Thomas Sowell touches upon a similar them in many of his essays. His theory is that people want big events or problems to have an obvious cause and cure. If something is wrong, some person or agency is responsible (oil companies, short sellers, George Bush), and some person or agency can and should fix it (politicians, usually). This is tidy, and, according to Sowell, emotionally satisfying. Moreso than appreciating the complex and decentralized nature of a problem and acknowledging that perhaps we can't fix the problem with a new policy.

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I have for a period of time... (Below threshold)

October 5, 2008 12:26 AM | Posted by Fraulien: | Reply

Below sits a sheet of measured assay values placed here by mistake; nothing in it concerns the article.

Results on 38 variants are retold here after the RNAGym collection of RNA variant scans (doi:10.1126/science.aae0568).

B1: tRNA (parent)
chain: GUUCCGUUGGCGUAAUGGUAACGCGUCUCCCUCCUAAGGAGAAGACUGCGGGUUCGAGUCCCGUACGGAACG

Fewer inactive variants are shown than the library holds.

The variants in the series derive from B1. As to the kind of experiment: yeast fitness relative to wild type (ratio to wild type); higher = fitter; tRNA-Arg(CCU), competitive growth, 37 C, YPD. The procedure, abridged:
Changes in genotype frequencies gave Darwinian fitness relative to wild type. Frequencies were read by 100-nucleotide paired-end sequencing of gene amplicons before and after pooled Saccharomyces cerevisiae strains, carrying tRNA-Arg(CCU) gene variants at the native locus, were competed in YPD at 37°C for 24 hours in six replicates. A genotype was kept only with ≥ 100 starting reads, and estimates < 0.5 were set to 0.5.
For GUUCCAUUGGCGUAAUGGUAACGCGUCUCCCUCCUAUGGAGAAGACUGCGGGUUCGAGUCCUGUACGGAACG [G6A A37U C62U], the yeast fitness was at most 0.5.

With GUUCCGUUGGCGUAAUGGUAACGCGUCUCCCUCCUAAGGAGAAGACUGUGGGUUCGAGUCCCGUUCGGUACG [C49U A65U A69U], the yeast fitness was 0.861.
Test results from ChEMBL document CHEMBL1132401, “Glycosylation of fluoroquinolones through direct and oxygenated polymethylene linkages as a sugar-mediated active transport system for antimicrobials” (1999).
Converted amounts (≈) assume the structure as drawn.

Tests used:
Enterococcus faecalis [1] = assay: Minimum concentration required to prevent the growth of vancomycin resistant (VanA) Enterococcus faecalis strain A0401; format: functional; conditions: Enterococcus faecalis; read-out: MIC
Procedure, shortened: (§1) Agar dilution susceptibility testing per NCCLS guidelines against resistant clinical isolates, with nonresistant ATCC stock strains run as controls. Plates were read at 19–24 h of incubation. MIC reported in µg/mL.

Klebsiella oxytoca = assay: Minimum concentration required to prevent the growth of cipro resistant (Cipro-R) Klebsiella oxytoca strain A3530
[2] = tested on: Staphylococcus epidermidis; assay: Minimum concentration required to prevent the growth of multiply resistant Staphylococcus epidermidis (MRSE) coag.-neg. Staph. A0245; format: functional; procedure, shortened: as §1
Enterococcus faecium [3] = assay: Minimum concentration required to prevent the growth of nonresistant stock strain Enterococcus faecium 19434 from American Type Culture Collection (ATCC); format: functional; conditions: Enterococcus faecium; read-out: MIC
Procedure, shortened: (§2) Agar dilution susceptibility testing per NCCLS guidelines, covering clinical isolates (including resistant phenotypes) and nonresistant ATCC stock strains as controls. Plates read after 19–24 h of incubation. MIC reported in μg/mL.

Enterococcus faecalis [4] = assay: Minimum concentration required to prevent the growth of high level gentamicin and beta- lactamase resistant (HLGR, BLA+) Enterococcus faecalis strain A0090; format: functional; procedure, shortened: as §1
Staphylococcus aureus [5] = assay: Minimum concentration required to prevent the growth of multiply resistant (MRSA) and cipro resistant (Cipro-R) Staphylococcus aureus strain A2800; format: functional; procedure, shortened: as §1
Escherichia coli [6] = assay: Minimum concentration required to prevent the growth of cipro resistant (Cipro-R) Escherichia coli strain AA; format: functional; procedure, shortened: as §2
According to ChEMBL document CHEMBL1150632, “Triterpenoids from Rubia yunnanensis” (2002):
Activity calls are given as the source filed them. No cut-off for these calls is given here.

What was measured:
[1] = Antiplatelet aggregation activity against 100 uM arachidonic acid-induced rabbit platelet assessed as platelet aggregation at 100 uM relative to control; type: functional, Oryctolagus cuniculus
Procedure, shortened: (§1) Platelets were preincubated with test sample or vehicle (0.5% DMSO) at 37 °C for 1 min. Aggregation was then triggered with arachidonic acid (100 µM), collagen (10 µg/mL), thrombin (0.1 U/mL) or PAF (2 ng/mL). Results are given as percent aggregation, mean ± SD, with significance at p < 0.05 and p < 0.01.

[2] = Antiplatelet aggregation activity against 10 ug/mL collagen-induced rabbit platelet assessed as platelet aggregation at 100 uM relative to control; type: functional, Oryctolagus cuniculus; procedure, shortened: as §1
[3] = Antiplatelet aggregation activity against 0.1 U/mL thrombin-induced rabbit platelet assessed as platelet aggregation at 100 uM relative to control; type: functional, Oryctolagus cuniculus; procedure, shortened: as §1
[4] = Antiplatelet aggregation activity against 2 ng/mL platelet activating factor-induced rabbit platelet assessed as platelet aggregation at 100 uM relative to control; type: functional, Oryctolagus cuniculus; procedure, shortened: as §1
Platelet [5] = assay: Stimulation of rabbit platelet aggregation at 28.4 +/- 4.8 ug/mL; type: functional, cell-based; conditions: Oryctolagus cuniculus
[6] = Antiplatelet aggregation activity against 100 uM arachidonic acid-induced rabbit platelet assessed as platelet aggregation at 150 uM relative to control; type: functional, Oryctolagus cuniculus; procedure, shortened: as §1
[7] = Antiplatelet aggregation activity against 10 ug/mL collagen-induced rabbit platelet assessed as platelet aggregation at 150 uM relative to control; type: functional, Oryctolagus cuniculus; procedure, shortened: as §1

I have for a period of time believed in a somewhat libertarian approach to government...less is better. I think the current financial crisis is a good example of this. Government pushes for home loans....loans go bad....government bails out companies....tax payers foot the bill.....people are angry. I think this goes back to the entitlement issue listed above. However.....I am also beginning to doubt that we are ever going to get around to limiting government and I am beginning to think that we are going to be locked into a cycle of government intervention creates problems.....government steps in and solves some things and creates other problems. It is becoming discouraging. Ultimately, at least one of the issues in health care is going to be like the issue in housing. We cannot have everything we want...and simply wanting something does not make it a "right". A liberal friend of mine made the comment to me recently that, "If you are really interested in limiting government, why are you voting Republican?" Although I am uncertain of how I will vote at present....their point was well taken.